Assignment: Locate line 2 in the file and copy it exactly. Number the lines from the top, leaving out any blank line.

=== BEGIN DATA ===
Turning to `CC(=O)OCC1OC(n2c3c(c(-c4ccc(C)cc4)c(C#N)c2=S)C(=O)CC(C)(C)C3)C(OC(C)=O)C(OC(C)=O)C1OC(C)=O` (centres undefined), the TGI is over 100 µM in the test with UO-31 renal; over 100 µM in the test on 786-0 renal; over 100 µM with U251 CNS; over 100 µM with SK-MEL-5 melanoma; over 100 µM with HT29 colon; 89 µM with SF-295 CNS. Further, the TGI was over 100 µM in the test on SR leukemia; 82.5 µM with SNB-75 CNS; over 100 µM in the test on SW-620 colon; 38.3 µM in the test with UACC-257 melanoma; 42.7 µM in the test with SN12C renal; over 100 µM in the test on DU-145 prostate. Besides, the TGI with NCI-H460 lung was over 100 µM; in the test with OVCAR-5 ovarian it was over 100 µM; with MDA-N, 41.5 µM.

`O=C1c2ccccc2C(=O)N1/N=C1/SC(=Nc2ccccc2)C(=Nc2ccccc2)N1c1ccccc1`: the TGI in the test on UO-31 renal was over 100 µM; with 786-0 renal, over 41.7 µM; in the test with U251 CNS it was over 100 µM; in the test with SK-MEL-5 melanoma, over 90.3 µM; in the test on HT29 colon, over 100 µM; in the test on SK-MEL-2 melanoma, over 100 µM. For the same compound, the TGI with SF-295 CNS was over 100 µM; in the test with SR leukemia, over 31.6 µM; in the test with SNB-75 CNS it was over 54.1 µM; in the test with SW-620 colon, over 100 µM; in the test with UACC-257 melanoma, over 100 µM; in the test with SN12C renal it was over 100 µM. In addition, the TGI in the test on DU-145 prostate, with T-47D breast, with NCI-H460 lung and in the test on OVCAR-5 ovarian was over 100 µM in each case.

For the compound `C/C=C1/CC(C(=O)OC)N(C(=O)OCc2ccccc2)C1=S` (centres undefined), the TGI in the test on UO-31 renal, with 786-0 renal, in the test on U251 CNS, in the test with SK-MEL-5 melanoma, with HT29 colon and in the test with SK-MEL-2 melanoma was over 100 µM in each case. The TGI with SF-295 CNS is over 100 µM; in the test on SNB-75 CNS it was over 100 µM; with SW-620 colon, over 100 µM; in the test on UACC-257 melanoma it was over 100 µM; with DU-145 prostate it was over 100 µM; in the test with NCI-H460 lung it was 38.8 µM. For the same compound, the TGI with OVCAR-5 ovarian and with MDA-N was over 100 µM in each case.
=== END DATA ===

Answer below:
`O=C1c2ccccc2C(=O)N1/N=C1/SC(=Nc2ccccc2)C(=Nc2ccccc2)N1c1ccccc1`: the TGI in the test on UO-31 renal was over 100 µM; with 786-0 renal, over 41.7 µM; in the test with U251 CNS it was over 100 µM; in the test with SK-MEL-5 melanoma, over 90.3 µM; in the test on HT29 colon, over 100 µM; in the test on SK-MEL-2 melanoma, over 100 µM. For the same compound, the TGI with SF-295 CNS was over 100 µM; in the test with SR leukemia, over 31.6 µM; in the test with SNB-75 CNS it was over 54.1 µM; in the test with SW-620 colon, over 100 µM; in the test with UACC-257 melanoma, over 100 µM; in the test with SN12C renal it was over 100 µM. In addition, the TGI in the test on DU-145 prostate, with T-47D breast, with NCI-H460 lung and in the test on OVCAR-5 ovarian was over 100 µM in each case.